Washington is known for encouraging and celebrating innovation. From the music scene that’s become a beacon to America and the world, to the state’s thriving technology sector, innovation is the driving force behind Washington’s economy and its music culture.
In case you hadn’t noticed, there was a big ol’ election last Tuesday, the results of which have Washington, D.C.(and the rest of the country, not to mention the world) buzzing. But what will a Barack Obama Administration and a new Democratic Congress mean for the music community?
There’s been a lot of talk lately about “white spaces” — unoccupied TV frequencies that can be used by new, “smart” technologies for a slew of purposes, including getting broadband to hard-to-service areas. The way we see it, this would ultimately help artists connect with more people, and build digital bridges to more communities. As with any new technology, however, there are concerns about implementation. Some performing arts groups are worried that unlicensed white space devices (WSDs) would cause interference with their own wireless microphones. We believe that these concerns can be resolved, provided there’s constructive dialog between the white space advocates and the performing arts community. Over the last year, FMC has been working hard to foster such discussions. read more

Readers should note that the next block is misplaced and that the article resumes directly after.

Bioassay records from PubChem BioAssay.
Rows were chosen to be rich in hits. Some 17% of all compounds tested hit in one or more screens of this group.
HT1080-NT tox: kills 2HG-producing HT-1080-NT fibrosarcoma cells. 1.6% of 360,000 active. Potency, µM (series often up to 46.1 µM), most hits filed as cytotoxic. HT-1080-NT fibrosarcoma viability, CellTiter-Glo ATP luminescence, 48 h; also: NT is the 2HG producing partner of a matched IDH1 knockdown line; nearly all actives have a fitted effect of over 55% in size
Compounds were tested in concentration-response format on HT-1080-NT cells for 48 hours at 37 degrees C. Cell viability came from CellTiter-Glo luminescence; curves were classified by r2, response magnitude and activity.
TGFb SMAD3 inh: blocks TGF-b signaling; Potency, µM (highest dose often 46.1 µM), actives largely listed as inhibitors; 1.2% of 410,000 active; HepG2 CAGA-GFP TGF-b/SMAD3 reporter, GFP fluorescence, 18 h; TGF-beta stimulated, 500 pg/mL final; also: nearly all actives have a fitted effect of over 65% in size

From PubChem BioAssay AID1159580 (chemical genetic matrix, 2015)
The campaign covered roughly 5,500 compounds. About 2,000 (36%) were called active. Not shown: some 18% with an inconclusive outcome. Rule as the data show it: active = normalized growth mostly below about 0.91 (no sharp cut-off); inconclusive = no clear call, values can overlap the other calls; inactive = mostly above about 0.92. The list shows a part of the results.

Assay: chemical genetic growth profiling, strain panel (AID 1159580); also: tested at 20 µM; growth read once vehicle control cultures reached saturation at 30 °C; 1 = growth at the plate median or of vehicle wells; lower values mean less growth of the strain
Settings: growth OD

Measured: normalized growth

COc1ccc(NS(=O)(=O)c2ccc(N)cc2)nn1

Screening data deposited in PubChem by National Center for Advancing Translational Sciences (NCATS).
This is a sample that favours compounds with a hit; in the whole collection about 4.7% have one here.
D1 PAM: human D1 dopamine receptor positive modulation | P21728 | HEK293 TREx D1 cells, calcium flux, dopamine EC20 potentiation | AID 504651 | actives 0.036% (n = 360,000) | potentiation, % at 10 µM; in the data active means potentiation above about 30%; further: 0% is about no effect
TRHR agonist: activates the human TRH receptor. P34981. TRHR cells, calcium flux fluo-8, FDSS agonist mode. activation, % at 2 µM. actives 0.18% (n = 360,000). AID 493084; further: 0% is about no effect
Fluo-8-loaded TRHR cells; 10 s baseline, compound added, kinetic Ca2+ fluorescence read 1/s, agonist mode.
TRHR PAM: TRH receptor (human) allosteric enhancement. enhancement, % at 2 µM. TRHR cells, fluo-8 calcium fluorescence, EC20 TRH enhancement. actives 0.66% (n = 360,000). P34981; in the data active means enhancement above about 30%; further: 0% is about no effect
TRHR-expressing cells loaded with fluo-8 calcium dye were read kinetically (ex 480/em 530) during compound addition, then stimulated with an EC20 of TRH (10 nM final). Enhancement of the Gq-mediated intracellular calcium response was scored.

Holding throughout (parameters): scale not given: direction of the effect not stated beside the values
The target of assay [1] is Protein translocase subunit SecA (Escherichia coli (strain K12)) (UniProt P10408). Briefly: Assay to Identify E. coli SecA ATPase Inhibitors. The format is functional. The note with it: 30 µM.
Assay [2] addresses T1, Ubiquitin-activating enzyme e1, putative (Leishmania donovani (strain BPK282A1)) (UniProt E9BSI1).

An opinion piece posted on ABC News on the importance of Net Neutrality
Jenny Toomey and Michael Bracy
Thursday, June 29, 2006
On June 28, 2006, by an 11-11 vote, the Senate Commerce Committee failed to approve an amendment that would have ensured that strong network neutrality provisions were part of the Telecommunications Reform Act that may now go to the Senate floor. This is a stinging defeat for media and technology policy activists who understand what is at stake: telephone and cable industries want to change the fundamental organizing principles of the Internet. In this opinion piece published on ABC’s website, FMC’s Jenny Toomey and Michael Bracy explain what’s at stake, both for musicians and for the public. read more